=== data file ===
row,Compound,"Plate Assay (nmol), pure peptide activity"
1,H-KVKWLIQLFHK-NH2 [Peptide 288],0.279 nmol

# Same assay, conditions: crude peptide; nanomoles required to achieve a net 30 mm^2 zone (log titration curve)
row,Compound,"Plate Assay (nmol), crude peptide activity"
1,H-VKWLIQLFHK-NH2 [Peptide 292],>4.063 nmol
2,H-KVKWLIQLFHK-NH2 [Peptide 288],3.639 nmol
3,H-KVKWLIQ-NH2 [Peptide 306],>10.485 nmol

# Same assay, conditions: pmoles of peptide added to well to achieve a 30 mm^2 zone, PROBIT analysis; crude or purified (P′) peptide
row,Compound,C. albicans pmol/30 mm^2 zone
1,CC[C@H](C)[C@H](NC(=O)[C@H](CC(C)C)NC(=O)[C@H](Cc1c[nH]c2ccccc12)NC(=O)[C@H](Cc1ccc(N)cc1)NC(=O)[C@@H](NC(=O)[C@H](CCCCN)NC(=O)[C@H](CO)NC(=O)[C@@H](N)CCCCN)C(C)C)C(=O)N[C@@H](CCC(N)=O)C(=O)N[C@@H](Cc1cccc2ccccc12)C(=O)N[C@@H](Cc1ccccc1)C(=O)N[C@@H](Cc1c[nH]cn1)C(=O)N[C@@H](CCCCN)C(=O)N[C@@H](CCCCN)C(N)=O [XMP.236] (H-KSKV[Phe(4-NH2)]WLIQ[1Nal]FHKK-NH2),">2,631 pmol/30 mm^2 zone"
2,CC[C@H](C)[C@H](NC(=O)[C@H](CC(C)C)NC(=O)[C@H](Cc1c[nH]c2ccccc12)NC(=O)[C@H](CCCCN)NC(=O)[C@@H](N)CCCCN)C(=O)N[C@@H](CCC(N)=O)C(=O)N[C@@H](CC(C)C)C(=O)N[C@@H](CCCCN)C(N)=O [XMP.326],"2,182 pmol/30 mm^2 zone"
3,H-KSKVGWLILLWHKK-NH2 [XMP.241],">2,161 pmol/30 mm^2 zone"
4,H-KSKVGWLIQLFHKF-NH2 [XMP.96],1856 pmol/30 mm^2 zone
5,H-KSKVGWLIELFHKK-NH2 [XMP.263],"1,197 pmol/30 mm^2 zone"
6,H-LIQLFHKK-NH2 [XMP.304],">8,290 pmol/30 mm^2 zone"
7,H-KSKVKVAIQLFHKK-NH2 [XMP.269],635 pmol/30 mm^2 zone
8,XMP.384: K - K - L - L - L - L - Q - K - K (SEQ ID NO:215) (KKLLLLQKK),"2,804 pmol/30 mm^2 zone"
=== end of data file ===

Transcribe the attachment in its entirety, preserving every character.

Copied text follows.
row,Compound,"Plate Assay (nmol), pure peptide activity"
1,H-KVKWLIQLFHK-NH2 [Peptide 288],0.279 nmol

# Same assay, conditions: crude peptide; nanomoles required to achieve a net 30 mm^2 zone (log titration curve)
row,Compound,"Plate Assay (nmol), crude peptide activity"
1,H-VKWLIQLFHK-NH2 [Peptide 292],>4.063 nmol
2,H-KVKWLIQLFHK-NH2 [Peptide 288],3.639 nmol
3,H-KVKWLIQ-NH2 [Peptide 306],>10.485 nmol

# Same assay, conditions: pmoles of peptide added to well to achieve a 30 mm^2 zone, PROBIT analysis; crude or purified (P′) peptide
row,Compound,C. albicans pmol/30 mm^2 zone
1,CC[C@H](C)[C@H](NC(=O)[C@H](CC(C)C)NC(=O)[C@H](Cc1c[nH]c2ccccc12)NC(=O)[C@H](Cc1ccc(N)cc1)NC(=O)[C@@H](NC(=O)[C@H](CCCCN)NC(=O)[C@H](CO)NC(=O)[C@@H](N)CCCCN)C(C)C)C(=O)N[C@@H](CCC(N)=O)C(=O)N[C@@H](Cc1cccc2ccccc12)C(=O)N[C@@H](Cc1ccccc1)C(=O)N[C@@H](Cc1c[nH]cn1)C(=O)N[C@@H](CCCCN)C(=O)N[C@@H](CCCCN)C(N)=O [XMP.236] (H-KSKV[Phe(4-NH2)]WLIQ[1Nal]FHKK-NH2),">2,631 pmol/30 mm^2 zone"
2,CC[C@H](C)[C@H](NC(=O)[C@H](CC(C)C)NC(=O)[C@H](Cc1c[nH]c2ccccc12)NC(=O)[C@H](CCCCN)NC(=O)[C@@H](N)CCCCN)C(=O)N[C@@H](CCC(N)=O)C(=O)N[C@@H](CC(C)C)C(=O)N[C@@H](CCCCN)C(N)=O [XMP.326],"2,182 pmol/30 mm^2 zone"
3,H-KSKVGWLILLWHKK-NH2 [XMP.241],">2,161 pmol/30 mm^2 zone"
4,H-KSKVGWLIQLFHKF-NH2 [XMP.96],1856 pmol/30 mm^2 zone
5,H-KSKVGWLIELFHKK-NH2 [XMP.263],"1,197 pmol/30 mm^2 zone"
6,H-LIQLFHKK-NH2 [XMP.304],">8,290 pmol/30 mm^2 zone"
7,H-KSKVKVAIQLFHKK-NH2 [XMP.269],635 pmol/30 mm^2 zone
8,XMP.384: K - K - L - L - L - L - Q - K - K (SEQ ID NO:215) (KKLLLLQKK),"2,804 pmol/30 mm^2 zone"